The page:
Snow has fallen in parts of Colorado’s mountains for at least the last four weekends in a row.

Some storms have been bigger than others, and many people have noticed the pattern. While it’s not something that will continue long term, there is a reason behind these frequent snow storms.

Around the globe, 24 hours a day, the sun heats the mountains, valleys and oceans of the Earth unevenly. In turn, the Earth’s atmosphere will try to balance itself out. It does this through the weather systems we see moving across the globe.

For example, warm and cool air, along with storm systems, are transported by the jet stream - that is, strong winds that live about 30,000 feet above the Earth’s surface - across the continents. If you were to look at this from the North Pole, those jet stream winds resemble waves. The waves move slowly and help dictate where we could see weather like rain, snow and thunderstorms across the United States.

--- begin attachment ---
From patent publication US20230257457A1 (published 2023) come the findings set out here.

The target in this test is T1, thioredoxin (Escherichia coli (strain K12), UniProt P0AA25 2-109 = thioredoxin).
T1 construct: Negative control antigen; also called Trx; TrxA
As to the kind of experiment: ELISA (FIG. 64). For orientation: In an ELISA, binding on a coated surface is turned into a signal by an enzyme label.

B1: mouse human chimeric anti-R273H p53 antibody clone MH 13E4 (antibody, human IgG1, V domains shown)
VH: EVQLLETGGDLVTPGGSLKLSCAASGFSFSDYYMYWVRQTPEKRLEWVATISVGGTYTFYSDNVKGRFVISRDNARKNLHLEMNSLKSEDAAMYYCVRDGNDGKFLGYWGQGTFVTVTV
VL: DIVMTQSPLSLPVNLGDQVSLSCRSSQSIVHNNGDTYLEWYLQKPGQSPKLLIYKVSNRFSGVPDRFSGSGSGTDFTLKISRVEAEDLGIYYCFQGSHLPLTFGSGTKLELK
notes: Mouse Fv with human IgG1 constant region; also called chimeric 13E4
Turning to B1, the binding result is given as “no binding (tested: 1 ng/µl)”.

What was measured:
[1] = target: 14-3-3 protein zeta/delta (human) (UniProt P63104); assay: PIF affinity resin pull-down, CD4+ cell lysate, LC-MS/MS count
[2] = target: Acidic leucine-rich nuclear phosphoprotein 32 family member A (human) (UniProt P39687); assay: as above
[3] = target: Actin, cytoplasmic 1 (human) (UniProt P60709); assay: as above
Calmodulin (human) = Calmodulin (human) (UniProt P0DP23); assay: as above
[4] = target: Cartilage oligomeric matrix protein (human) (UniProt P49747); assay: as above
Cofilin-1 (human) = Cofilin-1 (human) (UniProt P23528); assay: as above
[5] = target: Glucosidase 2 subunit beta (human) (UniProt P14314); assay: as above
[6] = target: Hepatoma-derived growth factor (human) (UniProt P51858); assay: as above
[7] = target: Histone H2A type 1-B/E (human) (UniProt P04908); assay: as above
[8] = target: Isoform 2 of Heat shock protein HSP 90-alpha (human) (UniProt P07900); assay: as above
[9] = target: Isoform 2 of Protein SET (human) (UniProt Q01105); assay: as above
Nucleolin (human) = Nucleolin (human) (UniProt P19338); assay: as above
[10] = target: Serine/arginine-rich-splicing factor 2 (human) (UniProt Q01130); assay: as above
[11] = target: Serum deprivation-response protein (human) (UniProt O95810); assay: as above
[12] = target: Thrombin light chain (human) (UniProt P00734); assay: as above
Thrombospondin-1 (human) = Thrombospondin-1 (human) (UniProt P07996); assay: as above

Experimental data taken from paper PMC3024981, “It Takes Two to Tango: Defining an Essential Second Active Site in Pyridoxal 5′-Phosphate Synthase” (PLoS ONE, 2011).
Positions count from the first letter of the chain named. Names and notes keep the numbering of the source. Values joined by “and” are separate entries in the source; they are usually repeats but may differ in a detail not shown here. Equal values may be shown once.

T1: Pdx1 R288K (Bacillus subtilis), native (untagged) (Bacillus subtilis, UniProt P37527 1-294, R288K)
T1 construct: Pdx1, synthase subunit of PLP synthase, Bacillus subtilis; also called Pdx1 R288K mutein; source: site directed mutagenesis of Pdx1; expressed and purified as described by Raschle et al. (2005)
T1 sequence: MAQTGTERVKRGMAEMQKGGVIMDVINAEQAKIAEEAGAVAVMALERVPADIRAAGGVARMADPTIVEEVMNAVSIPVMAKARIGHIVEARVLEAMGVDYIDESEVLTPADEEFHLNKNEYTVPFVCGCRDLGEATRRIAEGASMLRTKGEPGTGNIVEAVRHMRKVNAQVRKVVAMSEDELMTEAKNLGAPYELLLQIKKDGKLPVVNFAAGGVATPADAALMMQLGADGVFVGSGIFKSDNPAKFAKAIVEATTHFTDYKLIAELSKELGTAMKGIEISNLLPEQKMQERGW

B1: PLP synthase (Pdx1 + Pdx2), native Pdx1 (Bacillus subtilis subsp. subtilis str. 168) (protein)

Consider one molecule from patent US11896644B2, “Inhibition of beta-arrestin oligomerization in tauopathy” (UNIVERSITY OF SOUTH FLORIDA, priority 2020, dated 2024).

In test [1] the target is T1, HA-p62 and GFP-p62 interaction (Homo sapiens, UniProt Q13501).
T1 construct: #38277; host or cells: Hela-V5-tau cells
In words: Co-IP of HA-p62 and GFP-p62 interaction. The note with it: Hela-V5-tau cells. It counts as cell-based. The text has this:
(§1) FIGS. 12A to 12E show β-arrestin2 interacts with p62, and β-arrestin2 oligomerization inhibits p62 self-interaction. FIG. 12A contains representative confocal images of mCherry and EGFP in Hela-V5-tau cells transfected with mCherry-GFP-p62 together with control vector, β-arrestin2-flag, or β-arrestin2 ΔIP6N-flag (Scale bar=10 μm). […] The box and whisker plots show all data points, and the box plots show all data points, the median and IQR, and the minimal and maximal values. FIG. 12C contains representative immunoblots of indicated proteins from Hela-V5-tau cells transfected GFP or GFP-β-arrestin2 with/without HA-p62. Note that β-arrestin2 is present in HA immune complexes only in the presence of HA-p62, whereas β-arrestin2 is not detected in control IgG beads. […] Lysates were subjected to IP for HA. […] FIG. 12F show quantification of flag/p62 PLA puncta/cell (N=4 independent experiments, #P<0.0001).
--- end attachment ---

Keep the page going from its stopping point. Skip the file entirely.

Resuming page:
The National Oceanic and Atmosphere Administration illustrates this well. These waves are called Rossby Waves. According to their website, “atmospheric Rossby waves form primarily as a result of the Earth's geography. Rossby waves help transfer heat from the tropics toward the poles and cold air toward the tropics in an attempt to return atmosphere to balance. They also help locate the jet stream and mark out the track of surface low-pressure systems. The slow motion of these waves often results in fairly long, persistent weather patterns.”

The current jet stream is carrying storm systems across an active Pacific Ocean into southern California then on to Colorado where we have seen consistent weekend snow in the mountains.

Storm systems will continue to push into our state as long as the jet stream stays this way. But eventually, this will come to an end.

The jet stream will become less intense and it will change position as the earth’s atmosphere continues to find balance. And eventually, we’ll see some storms on a few days other than the weekends.